(paraphrasing) “Years ago, my four-year-old daughter and I ran into Mr. Rogers at the airport where he sat eating an ice cream cone. My daughter ran up to him. As he spoke to her, I assumed he felt a bit guilty for eating ice cream in front of her because he asked if she wanted a taste. So,” she told us on the bus, “I ran up to him at the conference and told him how my daughter never forgot that day at the airport. And do you know what he said? He said, ‘And how is Elaine?'”
Mr. Rogers had remembered that little girls name.
Today, I wish the politicians who bully and berate others could have a healthy dose of “Mr. Rogers.” Because, what they don’t understand is this – the children are listening. Are these the behaviors we want engrained in our youth?
When I think back on that special day in 1993, I try harder to focus on kindness. And when I do? I stand a little taller.
“There are three ways to ultimate success. The first way is to be kind. The second way is to be kind. The third way is to be kind.” – Fred Rogers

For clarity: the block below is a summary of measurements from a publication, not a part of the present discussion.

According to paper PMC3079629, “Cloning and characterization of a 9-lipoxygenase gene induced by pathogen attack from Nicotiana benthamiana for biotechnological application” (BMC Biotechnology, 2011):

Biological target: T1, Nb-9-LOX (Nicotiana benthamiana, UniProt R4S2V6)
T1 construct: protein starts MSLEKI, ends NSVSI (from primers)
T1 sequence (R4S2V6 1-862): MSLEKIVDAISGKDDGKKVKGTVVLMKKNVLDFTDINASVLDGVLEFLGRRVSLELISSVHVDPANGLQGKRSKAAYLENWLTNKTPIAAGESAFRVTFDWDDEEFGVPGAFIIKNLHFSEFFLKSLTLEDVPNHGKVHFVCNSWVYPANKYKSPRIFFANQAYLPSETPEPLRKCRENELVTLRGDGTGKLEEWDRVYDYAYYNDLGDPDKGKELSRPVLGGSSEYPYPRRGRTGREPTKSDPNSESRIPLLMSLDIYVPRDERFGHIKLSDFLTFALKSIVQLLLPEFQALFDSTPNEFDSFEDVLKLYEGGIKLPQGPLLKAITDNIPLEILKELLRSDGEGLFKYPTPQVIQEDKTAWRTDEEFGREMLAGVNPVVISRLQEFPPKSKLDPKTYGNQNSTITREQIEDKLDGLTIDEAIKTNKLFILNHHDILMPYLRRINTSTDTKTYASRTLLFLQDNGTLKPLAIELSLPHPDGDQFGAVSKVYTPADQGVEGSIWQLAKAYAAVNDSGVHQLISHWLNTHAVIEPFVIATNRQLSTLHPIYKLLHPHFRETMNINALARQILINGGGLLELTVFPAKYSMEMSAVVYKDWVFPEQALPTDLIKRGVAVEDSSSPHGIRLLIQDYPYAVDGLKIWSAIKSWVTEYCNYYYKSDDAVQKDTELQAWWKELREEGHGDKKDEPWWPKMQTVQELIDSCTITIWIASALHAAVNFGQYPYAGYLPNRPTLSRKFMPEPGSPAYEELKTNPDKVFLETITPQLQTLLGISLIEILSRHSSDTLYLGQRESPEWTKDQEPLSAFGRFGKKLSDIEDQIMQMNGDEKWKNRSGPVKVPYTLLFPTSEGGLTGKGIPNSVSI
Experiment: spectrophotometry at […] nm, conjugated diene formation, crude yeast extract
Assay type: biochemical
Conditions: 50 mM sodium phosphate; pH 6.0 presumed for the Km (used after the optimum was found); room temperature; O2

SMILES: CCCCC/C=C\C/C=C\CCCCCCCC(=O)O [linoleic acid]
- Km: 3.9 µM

“We live in a world in which we need to share responsibility. It’s easy to say ‘It’s not my child, not my community, not my world, not my problem.’ Then there are those who see the need and respond. I consider those people my heroes.”
Carefully manipulating the foreign attachments to his body – one feeding tube and a blood pressure line attached to his ankle, the IV taped and secured to his right arm, I picked him up.
I sat on a small couch, my back to the window, the three month old baby on my lap facing me. Through his gurgled wheezing, he looked at me, this stranger in Child Life volunteer garb.
I told him many things; about how I was glad his surgery was over; how he sounded better than the week before. I perched him on my shoulder so he could look outside and told him the sun was shining but the air had a nip of cold attached to it. He whimpered at the new position.
I settled him back on my lap.
We talked about how it’s not always fun to be alone, how we need to be understood and cuddled sometime. I told him he had a lot of growing to do, a lot of people to meet, about the new adventures yet to come.
I looked into his eyes and saw myself there. I wondered then, if he also saw his reflection in my eyes and if he, too, felt the human connection.
Had I not looked closely in his eyes, I would have missed it.
Thank you, little one, for allowing me to see myself in your eyes.